Ernest Hemingway's Hamburger

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Ernest Hemingway in Pamplona
Ernest Hemingway in Pamplona

We present a must eat for all Hemingway fans - the definitive hamburger recipe created by the man himself

Ernest Hemingway’s writing is work of deceptive simplicity; stories of love, war, nature and death that slice deep into the seams of the human experience, exposing its mechanics in painful clarity. Like life, his stories unfurl to the rhythms of food, drink, conversation and love making, and nowhere is this better expressed than in A Moveable Feast, an account of his years in Paris between the wars.

Jangling with nostalgia, depicting young lives lived entirely in the moments between meals, where the twin hungers of ambition and the belly are the driving forces pushing them into the immediate future, A Moveable Feast has become the definitive perspective of Paris in the roaring 20s. As Hemingway himself proclaimed, “we ate well and cheaply and drank well and cheaply and slept well and warm together and loved each other”; a line that has become the manifesto of every aspiring author and hedonist since.

“We ate well and cheaply and drank well and cheaply and slept well and warm together and loved each other” — Ernest Hemingway

The years took Hemingway away from Paris, to war, Spain, Cuba and Nobel-prize-winning fame. But his life continued to be lived in the pursuit of pleasure – be it from the precision of his prose, the love of many different women, and of course the best food and drink he could find. This latter is wonderfully demonstrated in the extensive archives of Hemingway’s personal papers that are currently being digitised at the John F. Kennedy Presidential Library and Museum in Boston. Among shopping lists, instructions for servants – avocados should be served ungarnished, the milk from the family cow was reserved only for the many beloved cats – and precise notation of the author's day-to-day weight fluctuation, lie recipes for Papa's (Hemingway's) favourite meals, detailing not only the ingredients but also his precise preferences for the preparation of each meal. So, to inspire you for a fully hedonistic weekend, we present the authentic Hemingway burger.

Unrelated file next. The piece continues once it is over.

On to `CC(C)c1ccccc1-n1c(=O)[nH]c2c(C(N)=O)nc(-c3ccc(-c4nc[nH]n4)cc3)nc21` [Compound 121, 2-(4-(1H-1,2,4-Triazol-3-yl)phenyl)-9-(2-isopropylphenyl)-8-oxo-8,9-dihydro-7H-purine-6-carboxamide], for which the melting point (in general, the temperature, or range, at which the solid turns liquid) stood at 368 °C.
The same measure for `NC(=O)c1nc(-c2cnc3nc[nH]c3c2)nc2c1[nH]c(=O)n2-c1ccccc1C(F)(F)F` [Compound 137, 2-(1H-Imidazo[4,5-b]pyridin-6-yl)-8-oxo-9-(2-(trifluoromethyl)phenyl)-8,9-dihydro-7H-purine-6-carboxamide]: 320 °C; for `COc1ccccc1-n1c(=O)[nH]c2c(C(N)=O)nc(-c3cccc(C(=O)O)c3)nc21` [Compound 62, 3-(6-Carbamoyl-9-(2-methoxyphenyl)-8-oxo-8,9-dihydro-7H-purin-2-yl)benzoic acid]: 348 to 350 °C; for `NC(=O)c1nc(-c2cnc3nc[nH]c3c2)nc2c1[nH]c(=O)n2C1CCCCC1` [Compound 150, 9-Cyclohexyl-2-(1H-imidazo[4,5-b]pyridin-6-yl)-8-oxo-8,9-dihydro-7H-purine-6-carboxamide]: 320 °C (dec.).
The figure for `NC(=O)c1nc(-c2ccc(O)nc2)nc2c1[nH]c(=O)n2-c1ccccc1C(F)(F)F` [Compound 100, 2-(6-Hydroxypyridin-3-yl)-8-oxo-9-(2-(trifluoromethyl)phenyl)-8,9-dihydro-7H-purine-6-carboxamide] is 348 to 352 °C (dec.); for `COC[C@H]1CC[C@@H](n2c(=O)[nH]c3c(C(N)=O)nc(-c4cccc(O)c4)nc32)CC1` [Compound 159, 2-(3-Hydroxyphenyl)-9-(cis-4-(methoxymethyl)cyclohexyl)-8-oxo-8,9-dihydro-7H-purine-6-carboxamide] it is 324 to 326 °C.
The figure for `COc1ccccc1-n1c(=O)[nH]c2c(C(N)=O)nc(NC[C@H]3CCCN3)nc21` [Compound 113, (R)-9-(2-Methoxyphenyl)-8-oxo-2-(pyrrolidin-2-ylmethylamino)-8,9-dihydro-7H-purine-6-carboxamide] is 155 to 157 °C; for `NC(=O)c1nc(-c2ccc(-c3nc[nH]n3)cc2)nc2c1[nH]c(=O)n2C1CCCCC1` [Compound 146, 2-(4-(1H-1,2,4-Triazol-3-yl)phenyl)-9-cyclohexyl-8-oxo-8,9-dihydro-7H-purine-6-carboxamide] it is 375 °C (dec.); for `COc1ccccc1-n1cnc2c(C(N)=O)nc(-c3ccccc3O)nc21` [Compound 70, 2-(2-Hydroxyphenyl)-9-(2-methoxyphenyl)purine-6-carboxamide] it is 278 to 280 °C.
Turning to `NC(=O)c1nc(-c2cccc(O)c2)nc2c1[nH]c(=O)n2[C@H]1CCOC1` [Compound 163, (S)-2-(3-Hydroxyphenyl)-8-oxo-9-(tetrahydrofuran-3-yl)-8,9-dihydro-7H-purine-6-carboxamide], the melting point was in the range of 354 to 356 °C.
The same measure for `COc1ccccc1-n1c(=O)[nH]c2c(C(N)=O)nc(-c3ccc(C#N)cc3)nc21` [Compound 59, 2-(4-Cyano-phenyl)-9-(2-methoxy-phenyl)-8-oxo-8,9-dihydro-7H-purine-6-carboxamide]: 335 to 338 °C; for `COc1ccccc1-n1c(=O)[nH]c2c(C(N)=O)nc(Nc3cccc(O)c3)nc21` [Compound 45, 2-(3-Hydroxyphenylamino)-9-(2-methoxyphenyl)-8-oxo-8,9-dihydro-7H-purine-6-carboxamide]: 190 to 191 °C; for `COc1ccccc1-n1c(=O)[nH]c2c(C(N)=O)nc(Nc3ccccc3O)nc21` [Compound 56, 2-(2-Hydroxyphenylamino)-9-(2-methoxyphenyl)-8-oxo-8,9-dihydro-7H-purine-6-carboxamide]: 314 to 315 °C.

There is no reason why a fried hamburger has to turn out gray, greasy, paper-thin and tasteless. You can add all sorts of goodies and flavours to the ground beef – minced mushrooms, cocktail sauce, minced garlic and onion, chopped almonds, a big dollop of piccadilli, or whatever your eye lights on. Papa prefers this combination.


1 lb. ground lean beef
2 cloves minced garlic
2 little green onions, finely chopped
1 heaped teaspoon India relish
2 tablespoons capers
1 heaped teaspoon of Spice Islands sage
Spice Islands Beau Monde Seasoning – ½ teaspoon
Spice Islands Mei Yen Powder – ½ teaspoon
1 egg, beaten in a cup with a fork
About one third of a cup dry red or white wine.
1 tablespoon of cooking oil

Spice Islands discontinued Mei Yen Powder three years ago, but you can recreate it with 9 parts salt, 9 parts sugar, 2 parts MSG. If a recipe calls for 1 tsp Mei Yen Powder, use 2/3 tsp of this recipe mixed with 1/8 tsp of soy sauce.

What to do:

Break up the meat with a fork and scatter the garlic, onion and dry seasonings over it, then mix them into the meat with a fork or your fingers. Let the bowl of meat sit out of the icebox for ten or fifteen minutes while you set the table and make the salad. Add the relish, capers, everything else including wine and let the meat sit, quietly marinating, for another ten minutes if possible. Now make four fat, juicy patties with your hands. The patties should be an inch thick, and soft in texture but not runny. Have the oil in your frying-pan hot but not smoking when you drop in the patties and then turn the heat down and fry the burgers about four minutes. Take the pan off the burner and turn the heat high again. Flip the burgers over, put the pan back on the hot fire, then after one minute, turn the heat down again and cook another three minutes. Both sides of the burgers should be crispy brown and the middle pink and juicy.

Text by Tish Wrigley